The extraordinarily deep bass of James Hayden opens Movement VI “Now the Hour Bows Down” with Rilke’s dramatic text sung in German. This movement was commissioned by Nicholas Isherwood, another bass with an extraordinary vocal range. The orchestra gradually joins in adding anxiety and the feeling now becomes one of almost total despair. At this moment of deep anguish, the female voices enter in hopeful harmony and the text shifts to Psalm 69. Soon, male and female voices join together to sing “Save me O Lord, for the waters have come into my soul.” The deep bass is now singing purposefully in English as the volume builds and confidence increases. This is a welcome ray of optimism shining out at the end of what is probably the darkest movement in the entire oratorio.

The table is now set for the final redemptive movement, “Earth Horizon”, beginning with spoken text from Walt Whitman’s “A California Song! Song of the Redwood Trees.” This describes the fall of a dying redwood in the forest, accompanied by the orchestra and chorus. The feeling is at once sad and triumphant as the choral singing gradually increases in strength and optimism. The ensemble is both stirring and beautiful, without overwhelming the mood. As the choral text turns to “There Will Be Rest”, by Sara Teasdale, a sense of serenity runs through the layers and waves of music that flow outward. A series of orchestral trills and purposeful phrases are heard as the singing shifts to Rilke’s “All Is Love”. The chorus escalates the dynamic dramatically, then subsides as the text of “Earth Horizon” by Mary Hunter Austin is spoken. This is the philosophical core of the entire piece, articulating the disappointment in our treatment of the environment but leaving room for optimism; nature will recover and humans can re-establish a mutually beneficial relationship with the earth. This is followed by a haunting alto solo, soon joined by the full orchestra and chorus singing a soothing text by W.B. Yeats. With a gentle crescendo, the final movement – and Oratorio for the Earth – is completed.

With great power comes great responsibility. Perhaps the most impressive thing about Oratorio for the Earth is the discipline and restraint in both the writing and performing. The vast musical forces at the disposal of composer Madsen could well have spun out of control given the solemn subject of this work. The use of the orchestra, chorus and soloists is precisely balanced and provides a pleasingly varied sequence of movements. The many texts are used to good effect and the orchestral accompaniment always makes space for the chorus and soloists. The overall emotional arc of the oratorio is masterfully crafted and makes the final movement that much more memorable. Large-scale contemporary music is seldom heard these days but Oratorio for the Earth shows that this form can still deliver a compelling message.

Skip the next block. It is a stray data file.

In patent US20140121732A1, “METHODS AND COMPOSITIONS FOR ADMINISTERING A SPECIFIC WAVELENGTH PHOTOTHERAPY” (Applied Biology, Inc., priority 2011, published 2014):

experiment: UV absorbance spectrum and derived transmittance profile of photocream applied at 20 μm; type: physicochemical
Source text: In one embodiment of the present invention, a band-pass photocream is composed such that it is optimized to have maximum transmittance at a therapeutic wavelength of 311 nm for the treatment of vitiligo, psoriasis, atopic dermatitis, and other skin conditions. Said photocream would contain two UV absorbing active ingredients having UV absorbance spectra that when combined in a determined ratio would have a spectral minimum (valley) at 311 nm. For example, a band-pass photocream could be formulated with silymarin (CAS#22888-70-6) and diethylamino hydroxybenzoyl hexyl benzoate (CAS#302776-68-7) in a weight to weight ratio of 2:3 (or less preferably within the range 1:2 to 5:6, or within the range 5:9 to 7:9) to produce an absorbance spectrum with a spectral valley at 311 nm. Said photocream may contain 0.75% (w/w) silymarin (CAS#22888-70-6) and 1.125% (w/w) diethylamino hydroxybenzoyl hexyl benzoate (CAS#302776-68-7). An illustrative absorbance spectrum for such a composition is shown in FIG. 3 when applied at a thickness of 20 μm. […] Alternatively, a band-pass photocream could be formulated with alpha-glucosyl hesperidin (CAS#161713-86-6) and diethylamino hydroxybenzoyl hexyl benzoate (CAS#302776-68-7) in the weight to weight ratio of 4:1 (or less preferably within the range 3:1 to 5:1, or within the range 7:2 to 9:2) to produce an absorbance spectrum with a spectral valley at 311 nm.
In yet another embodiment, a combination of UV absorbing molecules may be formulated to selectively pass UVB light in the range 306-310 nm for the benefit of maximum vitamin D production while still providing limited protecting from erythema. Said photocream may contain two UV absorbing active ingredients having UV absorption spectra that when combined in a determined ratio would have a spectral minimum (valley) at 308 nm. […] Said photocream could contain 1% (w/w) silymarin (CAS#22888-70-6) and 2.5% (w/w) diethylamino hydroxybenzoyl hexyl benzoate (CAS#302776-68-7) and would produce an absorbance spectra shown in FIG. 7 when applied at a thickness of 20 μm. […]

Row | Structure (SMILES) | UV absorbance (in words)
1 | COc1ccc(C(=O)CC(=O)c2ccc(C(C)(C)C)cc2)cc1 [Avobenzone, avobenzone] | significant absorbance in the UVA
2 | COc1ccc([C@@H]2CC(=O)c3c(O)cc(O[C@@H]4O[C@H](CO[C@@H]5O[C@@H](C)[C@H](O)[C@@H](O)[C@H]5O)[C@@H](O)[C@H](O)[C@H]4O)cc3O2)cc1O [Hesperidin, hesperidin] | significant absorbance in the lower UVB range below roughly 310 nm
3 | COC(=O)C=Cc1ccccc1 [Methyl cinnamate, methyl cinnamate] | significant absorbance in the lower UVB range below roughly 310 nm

The full video of Oratorio for the Earth is available here and the program notes are here. The movement titles and sung text are helpfully displayed on the screen, and this is especially useful for some of the quiet choral pieces – the chorus is seated well to the back of the stage and the softer words are sometimes difficult to hear. The program notes contain the complete set of the texts and these can be easily followed to mark when changes occur within the movements. There is also a complete list of the performers and the technical crew. The sound, video engineering, lighting and stage management are all first rate and free of any distractions. The video of Oratorio for the Earth is a fine production of a large, complex work and provides a clear conduit for the artistry on stage.

The HEX Ensemble is:

Joslyn Sarshad, soprano
Molly Pease, soprano
Lindsay Patterson Abdou, alto
Fahad Siadat, tenor, director
Scott Graff, baritone
James Hayden, baritone
Andrew Anderson, piano

The concert program listing all the performers is available here.